With the possibility of an early launch today, the roll-out crew came back to the high bay at 10PM last night to prepare EBEX for flight. This included refilling cryogens after an earlier fridge cycle (which required me to squeeze into a pretty tight spot on the experiment to avoid having to uncover and re-cover an access panel) and a whole slew of pointing-related checks. We got out on the deck and had our baffles and solar panels deployed, and were ready to be picked up by the boss ahead of schedule! The CSBF crew picked up the payload and drove away from the building to do their UTP tests, and once they were done we were ready to drive out to the launch pad a full hour and forty minutes ahead of schedule.
Once we got out to the pad though...we waited. And waited. And waited some more. The launch opportunity today was supposed to be a pretty small transient high pressure system, so we weren't sure ahead of time when the winds would settle down. We had predictions one way, then things changed. We initially oriented the gondola expecting winds coming from one direction, but after reviewing the new weather data, we ended up oriented about 90 degrees away from that. And then we waited some more.
Finally, after sitting on the launch pad for about 9 hours waiting to see what the weather would do, we got a break and everything started coming together. CSBF waits to unroll the balloons from their crates until they have a reasonable certainty of launching (because they can't be rolled back in and cost a few hundred thousand dollars apiece), so they started laying out the balloon and doing all of their pre-launch checks. We only had a few things left to do before launch, so we got them out of the way as soon as we could, and by about 20 minutes before launch we were hands-off -- EBEX was in the capable hands of the CSBF balloon launch crew.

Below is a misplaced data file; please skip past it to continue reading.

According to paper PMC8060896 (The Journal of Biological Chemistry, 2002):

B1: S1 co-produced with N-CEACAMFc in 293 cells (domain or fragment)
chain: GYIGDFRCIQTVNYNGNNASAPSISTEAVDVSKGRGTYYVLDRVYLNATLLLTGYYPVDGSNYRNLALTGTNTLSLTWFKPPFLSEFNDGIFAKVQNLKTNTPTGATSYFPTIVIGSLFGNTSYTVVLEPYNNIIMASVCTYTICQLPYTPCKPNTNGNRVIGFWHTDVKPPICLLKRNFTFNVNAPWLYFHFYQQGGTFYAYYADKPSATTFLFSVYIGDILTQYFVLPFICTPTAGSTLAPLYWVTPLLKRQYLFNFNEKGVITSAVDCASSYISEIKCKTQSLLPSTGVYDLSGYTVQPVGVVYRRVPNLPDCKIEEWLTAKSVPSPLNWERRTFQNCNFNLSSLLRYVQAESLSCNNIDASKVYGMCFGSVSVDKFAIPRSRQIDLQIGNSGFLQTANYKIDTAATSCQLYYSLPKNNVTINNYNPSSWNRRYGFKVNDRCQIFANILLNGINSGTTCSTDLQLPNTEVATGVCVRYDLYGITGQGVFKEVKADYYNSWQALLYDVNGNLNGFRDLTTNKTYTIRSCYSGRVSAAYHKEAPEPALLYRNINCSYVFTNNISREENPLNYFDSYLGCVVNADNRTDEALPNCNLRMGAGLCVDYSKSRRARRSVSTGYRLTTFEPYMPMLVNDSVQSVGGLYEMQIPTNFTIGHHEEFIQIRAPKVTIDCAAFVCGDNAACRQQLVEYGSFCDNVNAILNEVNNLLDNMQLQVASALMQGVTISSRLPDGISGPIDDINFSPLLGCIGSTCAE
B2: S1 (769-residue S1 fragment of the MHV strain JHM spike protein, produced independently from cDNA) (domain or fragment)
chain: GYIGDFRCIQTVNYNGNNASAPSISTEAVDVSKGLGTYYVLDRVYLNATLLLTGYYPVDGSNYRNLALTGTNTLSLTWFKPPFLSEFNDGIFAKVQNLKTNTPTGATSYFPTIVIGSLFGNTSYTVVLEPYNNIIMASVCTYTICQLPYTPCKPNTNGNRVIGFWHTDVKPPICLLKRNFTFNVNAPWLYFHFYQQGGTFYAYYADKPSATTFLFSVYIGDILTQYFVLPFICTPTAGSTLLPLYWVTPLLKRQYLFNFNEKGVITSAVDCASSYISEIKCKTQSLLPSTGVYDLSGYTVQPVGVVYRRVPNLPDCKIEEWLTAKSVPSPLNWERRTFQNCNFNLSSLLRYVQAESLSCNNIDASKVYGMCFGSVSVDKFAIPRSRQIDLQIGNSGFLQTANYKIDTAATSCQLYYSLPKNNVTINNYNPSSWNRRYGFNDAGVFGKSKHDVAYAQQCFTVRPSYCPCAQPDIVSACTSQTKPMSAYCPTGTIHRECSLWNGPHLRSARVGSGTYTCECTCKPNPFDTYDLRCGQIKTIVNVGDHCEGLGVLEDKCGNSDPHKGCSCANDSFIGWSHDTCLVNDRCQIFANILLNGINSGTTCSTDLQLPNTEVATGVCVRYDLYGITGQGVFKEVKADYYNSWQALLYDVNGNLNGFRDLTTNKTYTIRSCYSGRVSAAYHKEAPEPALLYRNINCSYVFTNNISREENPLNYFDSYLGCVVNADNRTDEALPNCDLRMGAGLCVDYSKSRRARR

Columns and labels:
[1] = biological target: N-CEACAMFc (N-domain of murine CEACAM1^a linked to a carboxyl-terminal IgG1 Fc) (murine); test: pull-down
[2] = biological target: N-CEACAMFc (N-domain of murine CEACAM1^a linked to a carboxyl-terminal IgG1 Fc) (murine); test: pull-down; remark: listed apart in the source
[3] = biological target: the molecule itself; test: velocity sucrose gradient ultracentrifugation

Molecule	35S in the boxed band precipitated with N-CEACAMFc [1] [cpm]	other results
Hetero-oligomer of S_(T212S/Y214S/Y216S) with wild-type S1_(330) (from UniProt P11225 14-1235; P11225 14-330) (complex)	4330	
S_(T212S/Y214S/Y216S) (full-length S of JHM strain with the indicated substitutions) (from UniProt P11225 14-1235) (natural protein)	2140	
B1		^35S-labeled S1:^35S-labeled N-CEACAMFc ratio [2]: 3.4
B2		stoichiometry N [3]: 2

And it was a beauty.
The launch could not have gone better. Unlike some launches, during which the flight train gets a fair bit of tension from the balloon getting ahead of the launch vehicle before the crew chief releases the payload, this time it was timed so perfectly that EBEX seemingly just gracefully slid off the pin and floated upward. It was by far the best launch I've ever seen (three in New Mexico, including EBEX's first launch, and two here).
Currently, after about 4h45m after launch, EBEX is at about 110,000 feet and things seem to be going pretty well!
The launch video can be seen here (make sure to select the 1080P full HD resolution):
You can track EBEX as it flies around Antarctica here:
And, of course, the usual (quite full!) album of pictures: